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 Steel/Glass bedding - what release agent to use???? 
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Location: Lacey
Joined: Mon Mar 11, 2013
Posts: 4
Real Name: Ross
Ok so I'm about to embark on a journey that from what I have read; is among the least pleasant things a gun smith will do: a full steel bedding job.

I have watched all of the videos on YouTube and read millions of forums so I have a really good idea what I'm doing in terms of removing enough wood, damming up certain points with modeling clay and so forth. The major inconsistency I have seen and that has me worried is the release agent, I've seen everything from Pam cooking spray to a can of brownells release agent. Every person is different and swears by their method, what I'm looking for is input on what yall use, the good & bad experiences and what to watch out for so you don't get a mechanical bond to the action and so forth.

Thank you in advance for your help!!!


My reasoning for full steel bedding: I purchased a stock off of Richards and though it's it astetically appealing and I'm aware that no stock is a 99% fit but this puppy is like placing my action into the Grand Canyon.


Mon Jan 06, 2014 5:16 am
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Location: Marysville, WA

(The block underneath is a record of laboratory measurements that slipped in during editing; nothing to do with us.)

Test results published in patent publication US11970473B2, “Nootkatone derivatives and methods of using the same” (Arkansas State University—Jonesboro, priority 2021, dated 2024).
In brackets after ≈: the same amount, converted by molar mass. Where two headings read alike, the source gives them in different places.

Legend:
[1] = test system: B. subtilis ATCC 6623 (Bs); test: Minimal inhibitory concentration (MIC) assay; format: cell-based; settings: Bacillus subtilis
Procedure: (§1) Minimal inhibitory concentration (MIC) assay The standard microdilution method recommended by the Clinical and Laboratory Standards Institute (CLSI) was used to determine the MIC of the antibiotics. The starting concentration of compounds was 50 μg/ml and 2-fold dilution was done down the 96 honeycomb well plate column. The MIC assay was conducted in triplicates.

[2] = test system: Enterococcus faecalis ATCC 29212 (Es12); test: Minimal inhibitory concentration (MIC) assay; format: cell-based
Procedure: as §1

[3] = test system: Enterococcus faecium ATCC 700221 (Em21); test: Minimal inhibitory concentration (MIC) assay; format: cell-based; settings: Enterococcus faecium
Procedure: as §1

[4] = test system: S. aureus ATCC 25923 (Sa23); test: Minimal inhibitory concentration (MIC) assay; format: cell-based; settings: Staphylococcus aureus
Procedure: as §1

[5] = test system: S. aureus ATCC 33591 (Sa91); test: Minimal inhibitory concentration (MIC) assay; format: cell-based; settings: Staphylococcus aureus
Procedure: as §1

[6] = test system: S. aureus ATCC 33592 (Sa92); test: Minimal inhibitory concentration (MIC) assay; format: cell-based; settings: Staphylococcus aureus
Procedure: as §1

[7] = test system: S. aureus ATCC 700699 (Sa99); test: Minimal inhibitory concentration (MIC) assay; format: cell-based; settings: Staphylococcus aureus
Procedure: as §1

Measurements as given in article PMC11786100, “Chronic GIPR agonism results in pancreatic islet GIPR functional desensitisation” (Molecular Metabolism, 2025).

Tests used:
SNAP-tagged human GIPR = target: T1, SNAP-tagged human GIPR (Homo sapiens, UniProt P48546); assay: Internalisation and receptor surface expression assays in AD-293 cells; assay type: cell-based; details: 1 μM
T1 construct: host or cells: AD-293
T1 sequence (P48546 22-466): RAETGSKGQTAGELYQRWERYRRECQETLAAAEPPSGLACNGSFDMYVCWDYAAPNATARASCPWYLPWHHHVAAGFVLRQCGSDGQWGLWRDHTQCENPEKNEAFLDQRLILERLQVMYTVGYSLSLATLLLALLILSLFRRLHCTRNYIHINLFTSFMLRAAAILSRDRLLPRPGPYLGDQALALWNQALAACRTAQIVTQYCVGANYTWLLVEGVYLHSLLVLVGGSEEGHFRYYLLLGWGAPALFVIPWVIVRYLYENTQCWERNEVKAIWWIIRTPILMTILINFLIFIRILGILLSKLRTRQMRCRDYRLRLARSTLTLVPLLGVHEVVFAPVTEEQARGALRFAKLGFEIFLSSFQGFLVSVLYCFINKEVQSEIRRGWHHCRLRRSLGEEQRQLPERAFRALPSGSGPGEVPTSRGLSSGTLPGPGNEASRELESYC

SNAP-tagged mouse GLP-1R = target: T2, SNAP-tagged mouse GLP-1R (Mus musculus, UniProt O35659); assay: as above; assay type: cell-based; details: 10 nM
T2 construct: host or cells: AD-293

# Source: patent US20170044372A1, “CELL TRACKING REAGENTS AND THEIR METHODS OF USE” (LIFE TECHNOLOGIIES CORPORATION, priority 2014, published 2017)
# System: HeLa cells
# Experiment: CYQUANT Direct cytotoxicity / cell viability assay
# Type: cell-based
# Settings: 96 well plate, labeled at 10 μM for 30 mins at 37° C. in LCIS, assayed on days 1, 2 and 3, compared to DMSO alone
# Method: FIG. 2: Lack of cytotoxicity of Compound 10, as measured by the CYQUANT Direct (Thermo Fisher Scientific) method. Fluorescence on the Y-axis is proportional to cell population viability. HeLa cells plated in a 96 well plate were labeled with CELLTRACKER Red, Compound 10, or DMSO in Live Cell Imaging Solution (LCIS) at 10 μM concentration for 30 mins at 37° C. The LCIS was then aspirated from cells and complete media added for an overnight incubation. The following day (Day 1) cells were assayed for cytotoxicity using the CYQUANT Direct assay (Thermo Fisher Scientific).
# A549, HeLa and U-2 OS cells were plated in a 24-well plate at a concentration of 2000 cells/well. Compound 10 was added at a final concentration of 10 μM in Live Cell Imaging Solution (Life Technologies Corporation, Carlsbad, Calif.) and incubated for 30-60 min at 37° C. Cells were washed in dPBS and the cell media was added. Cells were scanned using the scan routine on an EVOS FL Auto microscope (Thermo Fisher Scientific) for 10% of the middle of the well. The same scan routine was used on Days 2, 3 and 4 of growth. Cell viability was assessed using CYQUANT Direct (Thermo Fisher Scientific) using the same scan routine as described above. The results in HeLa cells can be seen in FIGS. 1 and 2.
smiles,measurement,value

Joined: Fri Jul 22, 2011
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Real Name: Mike
By "Steel Bedding" I'm assuming that you are going to use something like Devcon Plastic Steel.

The principle behind a "release agent" is merely to prevent the epoxy base of he bedding agent to bond to both the stock and action. Almost any oil or wax based substance will work. The reason some people use Pam is it's "quick and dirty". Spray on and plop the action in the "goo" that's already spread in the stock.

You can also use the specific "parting agents" that are commonly used in the fiberglass molding industry which is usually a spray on Polyvinyl Acetate (PVA) material that forms a barrier between mold and the epoxy.

For a small job like bedding a rifle action the most commonly used product among the DIY crowd (and a lot of gunsmiths too) is just plain Kiwi Shoe Polish (Neutral so it doesn't stain wood stocks). Clean the action of all oil, grease, and dirt then apply a coat of the Kiwi to not just the area you will be bedding but anywhere the epoxy might spread or be dribbled and you don't want it to stick. I wax at least 1/2"-3/4" above the "part line" where the action leaves the stock just to make sure.